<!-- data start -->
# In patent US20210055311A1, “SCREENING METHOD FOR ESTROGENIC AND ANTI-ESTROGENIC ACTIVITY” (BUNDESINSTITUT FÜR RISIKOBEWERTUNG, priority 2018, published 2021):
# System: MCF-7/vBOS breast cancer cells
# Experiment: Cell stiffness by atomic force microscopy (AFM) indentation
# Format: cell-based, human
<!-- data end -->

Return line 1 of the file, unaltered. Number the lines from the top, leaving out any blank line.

# In patent US20210055311A1, “SCREENING METHOD FOR ESTROGENIC AND ANTI-ESTROGENIC ACTIVITY” (BUNDESINSTITUT FÜR RISIKOBEWERTUNG, priority 2018, published 2021):